The Most Endangered Species in Belize

Belize has one of the world’s most rich and diverse flora and fauna and offers a broad range of habitats for amazing wildlife living from open savannas to mountainous regions.

The country has approximately 145 species of mammals, 139 species of reptiles and amphibians including 56 plus species of snakes, over 4000 species of flowering plant including some 700 trees and 250 species of orchids. Belize is also a birder’s paradise, with over 500 species of rare and exotic birds thriving in its many distinct habitats.

However in the past few years there have been some species that are becoming endangered due to pollution, deforestation, and over hunting. In this blog post, we highlight six species that are engendered in Belize:

Mesoamerican River Turtle

Photo by Gracia Gonzalez Porter

Scientific Name:
Dermatemys mawii

Other Names
Mesoamerican River Turtle

Group: Reptiles

Locally known as “hickatee” or Tortuga blanca, the Central American river turtle is the only living species in the family Dermatemydidade and is a nocturnal and aquatic turtle that lives in rivers and lakes in Belize and throughout Central America. It is one of the world’s most heavily exploited turtles and is classified as a critically engendered species by the International Union for Conservation of Nature – an organization that helps the world find pragmatic solutions to our most pressing environment and development challenges.

The Central American river turtle has been intensely harvested primarily for its meat but also for its eggs and shells. In Southern Mexico, the turtle has been nearly eliminated from much of its former range.

The Bromeliad Tree Frog

Scientific Name:
Bromeliohyla bromeliacia

Group: Amphibians

The bromeliad tree frog is a species of frog in the Hylida family and is also known as rana arboricula de bromelia in Spanish. The frog can be found in Belize, Guatemala, Honduras and Mexico. These frogs lay their eggs in the water-filled rosettes of bromeliads or other temporary water-filled crevices such as the leaf sheaths of banana leaves. The tadpoles then complete their development in these small pools.

Its common habitats are subtropical or tropical moist lowland forests and subtropical or tropical moist montane forests and are threatened due to habitat loss.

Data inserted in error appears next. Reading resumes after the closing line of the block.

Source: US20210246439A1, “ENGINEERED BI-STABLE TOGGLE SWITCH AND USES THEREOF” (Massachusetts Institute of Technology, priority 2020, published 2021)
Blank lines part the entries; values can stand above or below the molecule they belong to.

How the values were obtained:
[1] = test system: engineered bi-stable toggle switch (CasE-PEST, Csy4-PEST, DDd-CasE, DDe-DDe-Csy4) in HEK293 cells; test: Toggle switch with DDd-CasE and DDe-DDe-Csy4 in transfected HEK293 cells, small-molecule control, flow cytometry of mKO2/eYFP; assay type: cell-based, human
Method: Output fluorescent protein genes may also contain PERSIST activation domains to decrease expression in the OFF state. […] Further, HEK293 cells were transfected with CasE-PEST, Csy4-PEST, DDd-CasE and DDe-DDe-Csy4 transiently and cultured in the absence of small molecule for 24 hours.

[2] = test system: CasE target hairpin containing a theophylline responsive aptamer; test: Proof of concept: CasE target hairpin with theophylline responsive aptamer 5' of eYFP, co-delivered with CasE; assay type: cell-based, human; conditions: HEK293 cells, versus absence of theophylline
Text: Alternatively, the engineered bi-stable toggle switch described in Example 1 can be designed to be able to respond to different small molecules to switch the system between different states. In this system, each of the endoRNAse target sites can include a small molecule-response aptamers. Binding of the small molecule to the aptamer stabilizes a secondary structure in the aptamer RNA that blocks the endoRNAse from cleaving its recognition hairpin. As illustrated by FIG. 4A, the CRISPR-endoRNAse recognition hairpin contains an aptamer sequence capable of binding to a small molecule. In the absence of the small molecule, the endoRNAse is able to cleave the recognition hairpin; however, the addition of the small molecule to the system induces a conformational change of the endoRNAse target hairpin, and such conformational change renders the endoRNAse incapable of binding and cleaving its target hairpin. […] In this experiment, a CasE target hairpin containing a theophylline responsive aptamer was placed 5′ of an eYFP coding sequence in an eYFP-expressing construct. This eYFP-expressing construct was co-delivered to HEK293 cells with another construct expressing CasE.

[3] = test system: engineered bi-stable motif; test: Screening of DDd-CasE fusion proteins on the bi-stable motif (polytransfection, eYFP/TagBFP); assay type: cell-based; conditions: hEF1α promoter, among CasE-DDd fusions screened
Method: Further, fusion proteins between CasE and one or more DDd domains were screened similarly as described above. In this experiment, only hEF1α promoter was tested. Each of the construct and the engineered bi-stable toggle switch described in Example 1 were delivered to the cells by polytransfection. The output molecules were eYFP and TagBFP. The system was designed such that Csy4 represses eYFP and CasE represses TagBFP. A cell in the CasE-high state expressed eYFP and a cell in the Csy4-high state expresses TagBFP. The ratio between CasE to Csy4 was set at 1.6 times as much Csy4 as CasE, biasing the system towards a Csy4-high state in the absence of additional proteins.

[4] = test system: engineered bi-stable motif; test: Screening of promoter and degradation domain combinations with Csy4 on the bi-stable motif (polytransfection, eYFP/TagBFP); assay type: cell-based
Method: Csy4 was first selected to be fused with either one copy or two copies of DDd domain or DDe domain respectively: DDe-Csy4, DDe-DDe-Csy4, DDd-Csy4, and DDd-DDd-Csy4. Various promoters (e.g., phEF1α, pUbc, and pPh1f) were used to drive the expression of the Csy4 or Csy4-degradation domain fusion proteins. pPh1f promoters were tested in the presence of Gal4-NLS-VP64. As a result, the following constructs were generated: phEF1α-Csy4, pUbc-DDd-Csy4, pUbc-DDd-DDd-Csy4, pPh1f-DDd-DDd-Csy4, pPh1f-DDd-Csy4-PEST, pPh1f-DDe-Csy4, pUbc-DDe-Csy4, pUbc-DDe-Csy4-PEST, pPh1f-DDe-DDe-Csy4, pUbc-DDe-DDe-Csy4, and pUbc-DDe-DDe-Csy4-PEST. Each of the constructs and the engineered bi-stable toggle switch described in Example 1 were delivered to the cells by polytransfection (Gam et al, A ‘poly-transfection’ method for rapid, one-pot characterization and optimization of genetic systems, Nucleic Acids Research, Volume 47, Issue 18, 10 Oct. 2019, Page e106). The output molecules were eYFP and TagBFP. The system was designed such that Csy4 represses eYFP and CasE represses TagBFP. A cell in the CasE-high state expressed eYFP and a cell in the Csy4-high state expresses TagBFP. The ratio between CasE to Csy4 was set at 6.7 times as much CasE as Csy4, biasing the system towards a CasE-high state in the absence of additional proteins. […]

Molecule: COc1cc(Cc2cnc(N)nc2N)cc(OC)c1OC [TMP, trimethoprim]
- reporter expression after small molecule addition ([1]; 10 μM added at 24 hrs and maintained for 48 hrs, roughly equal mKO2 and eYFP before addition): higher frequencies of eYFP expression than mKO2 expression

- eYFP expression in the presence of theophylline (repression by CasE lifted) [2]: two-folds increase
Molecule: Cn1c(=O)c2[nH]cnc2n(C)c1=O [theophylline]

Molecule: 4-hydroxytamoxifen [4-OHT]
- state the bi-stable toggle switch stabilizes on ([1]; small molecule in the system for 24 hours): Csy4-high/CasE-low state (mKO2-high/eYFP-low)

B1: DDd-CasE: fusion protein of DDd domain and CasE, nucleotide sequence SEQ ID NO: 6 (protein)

Brown Pelican

Scientific Name:
Pelecanus occidentalis

Group: Birds

The Brown Pelican is a small pelican that can be found in Central and South America, USA (Carolinas to Texas, California, Oregon, Washington), and the West Indies. This pelican is about four feet in length and is one of only two pelican species which feeds by diving into the water.

In Belize, the brown pelican can be found in coastal areas like sandy beaches and lagoons. It can also be found around waterfronts and marinas.

A research group from the University of Tampa headed by Dr. Ralph Schreiber conducted research and found that DDT caused the pelican eggshells to be too thin and incapable of supporting the embryo to maturity. Thus pesticides like DDT and dieldrin has put this species of Pelican in the endanger list.

Cubera Snapper

Scientific Name:
Lutjanus cyanopterus

Group: Fishes

The cubera snapper is a species of fish in the Lutjanus family that can be found in Central America, North America (including United States), and South America.

The species is reef-associated living inshore or near shore and over rocky ledges and overhangs. The young fish typically inhabit inshore mangrove areas and seagrass beds that offer protection from predators. Small cubera snappers are also known to enter estuaries, and tidal reaches of streams and freshwater canals.

The Cubera snapper is in the endangered list because it is very much a sought after gamefish not only for its palatable flesh but for its reputation as an extremely hard fighter.


Belizean rosewood, more commonly known as Honduran Rosewood (Dalbergia stevensonii) is a beautiful, highly prized wood used for high quality items such as musical instruments, inlays, decorations and sculpture. Native only to Belize, Guatemala and southern Mexico, it is highly sought after and becoming increasingly scarce. With the international trade of Brazilian rosewood now banned under the  Convention on International Trade in Endangered Species (CITES), there is increasing pressure on Belizean stocks, especially for the manufacture of guitars and other instruments.

To read more about why the Belizean Rosewood is endangered, see this post: Maya Leaders Fight to Save Belize’s Rosewood

Ocellated Turkey

Scientific Name:
Meleagris ocellata

Other Names and/or Listed subspecies:
Agriocharis ocellata

Group: Birds

The ocellated turkey is a conspicuous, vibrant-coloured bird that can be easily distinguished from the only other turkey species, its larger and less colourful North American cousin, the North American wild turkey (Maleagris gallopavo). This species of turkey resides in Belize, Guatemala and Mexico and is a large bird at around 28-48 inches long and an average weight of 6.6 lbs in females and 11 lbs in males.

The Ocellated turkey is in the endangered list because it is heavily hunted for food across its range, even within reserves, and also occasionally for sport. Much of this hunting occurs during the breeding season in March, April and May, when the bird favours more open, exposed clearings for its displays, making it more easily accessible to poachers.

The alarming rate of forest destruction in Central America also poses a significant threat to the long-term survival of this beautiful bird.

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